It did not help a suffering Kopite to be reminded either during this time of disaffection with their own manager that the transformation of Barnes from midfield bit-part player, as he latterly became in his career at Liverpool, to goalscoring hero was the inspired work of their much beloved former manager Kenny Dalglish.
The fact that, in the prolonged absence of Alan Shearer and Faustino Asprilla, Dalglish had tried just about every other possible solution to their goalscoring crisis before hitting upon the resurrection of Barnes as a striker will be of no matter to Liverpool fans, who will see this as yet another master stroke by the man they would love to see back in charge at Anfield.
"He [Barnes] did not have to score them for Liverpool," explained Dalglish, "because he had a couple of guys in front of him scoring more regularly. He's playing in a position that many people would find strange for him but it's also a position in which he played some of his best games for Watford. Maybe the change from Liverpool has freshened him up."
Whatever the reason, his goals have been most welcome in the circumstances. But in these days of patch-and-paste for Dalglish one senses it is merely covering the cracks. Judging by what Louis van Gaal had to say last time on the subject of golden oldies, the Barcelona coach will have been relieved to hear in advance of Wednesday's crucial Champions' League fixture that it was Barnes who was doing the goalscoring rather than a returning Asprilla.
Newcastle fans had arrived at St James' Park buoyed by the news, or at least the suggestion, that their European talisman, who single-handedly destroyed Barca in September, might be back on the bench after seven weeks out. But he was nowhere to be seen and possibly nor will he be for a while longer yet, depending on what one chose to read into Dalglish's comments. "We've got to be sensible about the decision when he comes back to play," he said, "the season lasts longer than Wednesday."
Newcastle were at their barnstorming best on Saturday, so much so that their ability to recover from an audacious fifth-minute goal by the irrepressible Kevin Davies was never in doubt. It will not, however, be how they are required to play in Barcelona, where they will be without the suspended Keith Gillespie. The Irishman's service from the wing was crucial here, just as it was when Newcastle beat the Spaniards at St James'.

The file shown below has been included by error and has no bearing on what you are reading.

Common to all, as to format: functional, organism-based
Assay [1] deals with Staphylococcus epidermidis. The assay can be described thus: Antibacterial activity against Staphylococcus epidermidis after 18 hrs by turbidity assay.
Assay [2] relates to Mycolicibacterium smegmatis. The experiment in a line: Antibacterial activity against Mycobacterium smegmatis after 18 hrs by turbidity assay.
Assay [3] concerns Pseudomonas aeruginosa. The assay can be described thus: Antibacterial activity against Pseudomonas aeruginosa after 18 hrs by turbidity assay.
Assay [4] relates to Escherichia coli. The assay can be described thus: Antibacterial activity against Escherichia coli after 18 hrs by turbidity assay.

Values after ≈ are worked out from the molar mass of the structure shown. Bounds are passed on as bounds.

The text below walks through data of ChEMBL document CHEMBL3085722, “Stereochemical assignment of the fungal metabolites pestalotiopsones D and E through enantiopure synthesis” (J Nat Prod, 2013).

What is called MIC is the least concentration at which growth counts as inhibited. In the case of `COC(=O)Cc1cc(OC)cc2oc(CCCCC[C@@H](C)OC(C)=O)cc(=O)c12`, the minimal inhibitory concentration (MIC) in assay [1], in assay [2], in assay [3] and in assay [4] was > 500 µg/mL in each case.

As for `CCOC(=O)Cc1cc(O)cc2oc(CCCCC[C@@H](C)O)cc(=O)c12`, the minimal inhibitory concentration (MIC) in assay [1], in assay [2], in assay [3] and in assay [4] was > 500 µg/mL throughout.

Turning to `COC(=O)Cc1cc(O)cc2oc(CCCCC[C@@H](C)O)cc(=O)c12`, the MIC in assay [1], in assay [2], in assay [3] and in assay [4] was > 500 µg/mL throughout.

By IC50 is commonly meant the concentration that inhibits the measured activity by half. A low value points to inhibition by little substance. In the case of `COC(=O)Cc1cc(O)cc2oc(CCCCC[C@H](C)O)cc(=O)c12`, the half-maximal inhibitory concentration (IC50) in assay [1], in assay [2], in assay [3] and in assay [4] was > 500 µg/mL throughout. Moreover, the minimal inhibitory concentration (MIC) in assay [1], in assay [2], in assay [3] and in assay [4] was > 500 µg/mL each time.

Like Liverpool, Chesterfield fans might feel entitled to ask why Davies has been so prolific for Southampton - 10 in 15 games - when he only got seven for them last season. No doubt that's down to the manager - David Jones - too, although it's worth pointing out that, contrary to popular belief, he was signed by Graeme Souness, not Jones.
Apparently Souness had been watching young Davies since he was at Anfield. Another reason for Liverpool fans to get all maudlin.
Goals: Davies (5) 0-1; Barnes (54) 1-1; Barnes (72) 2-1.
Newcastle United (4-4-2): Hislop; Watson, Peacock, Albert, Pistone; Gillespie, Batty, Lee, Ketsbaia; Tomasson, Barnes. Substitutes not used: Pearce, Hamilton, Hughes, Elliott, Srnicek (gk).
Southampton (4-3-1-2): Jones; Dodd, Monkou, Lundekvam, Benali; Palmer, Le Tissier (Neilson, 56), Richardson, Oakley (Todd, 61); Davies, Hirst (Basham, 77). Substitutes not use: Johansen, Flahavan (gk).
Referee: D Gallagher (Banbury, Oxon).
Bookings: Newcastle: Albert. Southampton: Lundekvam, Hirst.
Man of the match: Gillespie.
Attendance: 36,759.Reuse content